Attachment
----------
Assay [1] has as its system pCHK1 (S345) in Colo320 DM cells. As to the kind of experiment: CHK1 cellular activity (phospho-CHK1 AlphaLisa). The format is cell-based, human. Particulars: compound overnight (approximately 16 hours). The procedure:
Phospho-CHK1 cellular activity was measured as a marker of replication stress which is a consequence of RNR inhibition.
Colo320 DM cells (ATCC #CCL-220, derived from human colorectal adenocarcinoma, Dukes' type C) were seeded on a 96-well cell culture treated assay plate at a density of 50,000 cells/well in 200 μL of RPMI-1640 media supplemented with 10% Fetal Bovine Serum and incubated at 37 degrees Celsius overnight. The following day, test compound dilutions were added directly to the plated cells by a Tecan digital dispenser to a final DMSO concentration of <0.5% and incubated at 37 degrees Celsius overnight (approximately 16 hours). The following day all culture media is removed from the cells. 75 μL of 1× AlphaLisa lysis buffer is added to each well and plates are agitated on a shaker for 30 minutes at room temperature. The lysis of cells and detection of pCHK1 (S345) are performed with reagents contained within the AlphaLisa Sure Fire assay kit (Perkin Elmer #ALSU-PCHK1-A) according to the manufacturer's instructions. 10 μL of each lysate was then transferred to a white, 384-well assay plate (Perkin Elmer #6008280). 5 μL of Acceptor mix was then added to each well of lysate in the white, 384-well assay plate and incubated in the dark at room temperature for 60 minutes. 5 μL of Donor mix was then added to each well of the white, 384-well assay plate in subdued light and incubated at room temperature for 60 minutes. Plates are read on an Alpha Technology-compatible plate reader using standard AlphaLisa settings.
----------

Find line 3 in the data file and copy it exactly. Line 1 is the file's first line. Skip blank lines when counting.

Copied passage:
Colo320 DM cells (ATCC #CCL-220, derived from human colorectal adenocarcinoma, Dukes' type C) were seeded on a 96-well cell culture treated assay plate at a density of 50,000 cells/well in 200 μL of RPMI-1640 media supplemented with 10% Fetal Bovine Serum and incubated at 37 degrees Celsius overnight. The following day, test compound dilutions were added directly to the plated cells by a Tecan digital dispenser to a final DMSO concentration of <0.5% and incubated at 37 degrees Celsius overnight (approximately 16 hours). The following day all culture media is removed from the cells. 75 μL of 1× AlphaLisa lysis buffer is added to each well and plates are agitated on a shaker for 30 minutes at room temperature. The lysis of cells and detection of pCHK1 (S345) are performed with reagents contained within the AlphaLisa Sure Fire assay kit (Perkin Elmer #ALSU-PCHK1-A) according to the manufacturer's instructions. 10 μL of each lysate was then transferred to a white, 384-well assay plate (Perkin Elmer #6008280). 5 μL of Acceptor mix was then added to each well of lysate in the white, 384-well assay plate and incubated in the dark at room temperature for 60 minutes. 5 μL of Donor mix was then added to each well of the white, 384-well assay plate in subdued light and incubated at room temperature for 60 minutes. Plates are read on an Alpha Technology-compatible plate reader using standard AlphaLisa settings.